I would like to understand the rationale behind your “Is that a fact?” series. So far, you’ve analyzed a misleading Republican ad and a misleading Democratic ad. And the point is?
The fact that both parties twist and distort the positions of the other is hardly enlightening or helpful, and may have the opposite effect you desire by reinforcing the widely-held opinion that because all politicians are liars, voting is irrelevant.
What I see in the “Is that a fact?” series is one more unfortunate example of the MSM’s addictive adherence to “balance.” In its attempts not to offend anyone (subscribers), the media continuously goes to extreme efforts to treat every subject as if there are always two legitimate sides to consider. In reality, there are not. The earth is not flat. Period. The earth revolves around the sun. Period. One political party lies and distorts the truth more egregiously and more often than the other. Period.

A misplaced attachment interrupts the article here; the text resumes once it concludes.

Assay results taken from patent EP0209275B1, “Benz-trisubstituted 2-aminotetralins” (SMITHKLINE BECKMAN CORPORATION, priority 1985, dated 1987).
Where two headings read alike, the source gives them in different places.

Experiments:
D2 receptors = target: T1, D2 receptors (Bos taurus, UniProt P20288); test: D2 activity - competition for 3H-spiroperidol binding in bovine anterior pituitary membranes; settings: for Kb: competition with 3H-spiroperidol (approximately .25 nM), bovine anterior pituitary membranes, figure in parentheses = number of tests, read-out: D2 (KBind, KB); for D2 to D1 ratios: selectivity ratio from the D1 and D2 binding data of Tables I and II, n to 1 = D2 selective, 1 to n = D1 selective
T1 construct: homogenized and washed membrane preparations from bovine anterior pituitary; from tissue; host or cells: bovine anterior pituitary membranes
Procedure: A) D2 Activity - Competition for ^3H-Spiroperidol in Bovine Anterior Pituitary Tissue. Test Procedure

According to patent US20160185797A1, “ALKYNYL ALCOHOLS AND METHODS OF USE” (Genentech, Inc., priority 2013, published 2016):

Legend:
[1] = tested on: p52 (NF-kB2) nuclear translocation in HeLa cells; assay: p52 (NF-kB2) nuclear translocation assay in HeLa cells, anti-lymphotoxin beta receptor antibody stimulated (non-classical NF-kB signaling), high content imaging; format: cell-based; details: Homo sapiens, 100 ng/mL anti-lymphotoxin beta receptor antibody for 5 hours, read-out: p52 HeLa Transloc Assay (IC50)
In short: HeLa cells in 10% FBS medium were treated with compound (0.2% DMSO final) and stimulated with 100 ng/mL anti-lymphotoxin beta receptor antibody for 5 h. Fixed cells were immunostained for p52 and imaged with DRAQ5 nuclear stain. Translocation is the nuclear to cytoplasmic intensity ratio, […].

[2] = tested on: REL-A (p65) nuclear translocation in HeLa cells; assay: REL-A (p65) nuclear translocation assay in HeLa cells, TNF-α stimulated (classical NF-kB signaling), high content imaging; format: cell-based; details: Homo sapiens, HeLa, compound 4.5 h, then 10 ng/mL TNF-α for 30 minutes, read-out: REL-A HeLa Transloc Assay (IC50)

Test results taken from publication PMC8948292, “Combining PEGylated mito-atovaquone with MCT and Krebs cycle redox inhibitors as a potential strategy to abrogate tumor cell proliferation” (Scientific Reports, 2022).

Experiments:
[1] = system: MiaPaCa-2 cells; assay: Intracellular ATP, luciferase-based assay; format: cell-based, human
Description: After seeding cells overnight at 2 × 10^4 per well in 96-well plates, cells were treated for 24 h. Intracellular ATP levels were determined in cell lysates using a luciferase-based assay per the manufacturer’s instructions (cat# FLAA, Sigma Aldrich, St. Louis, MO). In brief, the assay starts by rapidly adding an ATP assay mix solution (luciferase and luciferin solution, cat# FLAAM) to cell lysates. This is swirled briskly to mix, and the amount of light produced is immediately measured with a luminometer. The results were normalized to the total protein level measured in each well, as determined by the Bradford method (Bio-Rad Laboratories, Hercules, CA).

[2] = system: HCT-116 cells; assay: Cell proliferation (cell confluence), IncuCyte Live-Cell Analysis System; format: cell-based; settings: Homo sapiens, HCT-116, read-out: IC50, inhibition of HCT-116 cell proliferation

What would be far more helpful in educating readers than your current, “They said/they said,” approach would be an analysis of positions taken by each party with a discussion of which positions are backed primarily by facts and data, and which positions are backed primarily by ideology and wishful thinking.
Among the scientific community (those who actually know what they’re talking about), there is virtually no argument that global warming is the result of human activity. However, in its effort to balance the discussion, the media continue to print misleading articles and editorials by conservatives calling into question assertions about global warming. In this case, “balance” is resulting in a confused electorate and a dangerous delay in seeking remedies to a very serious problem.
Your goal of educating voters is worthy, but the tit-for-tat approach of “Is that a fact?” merely reinforces the biases of the party faithful and the cynicism of the undecided.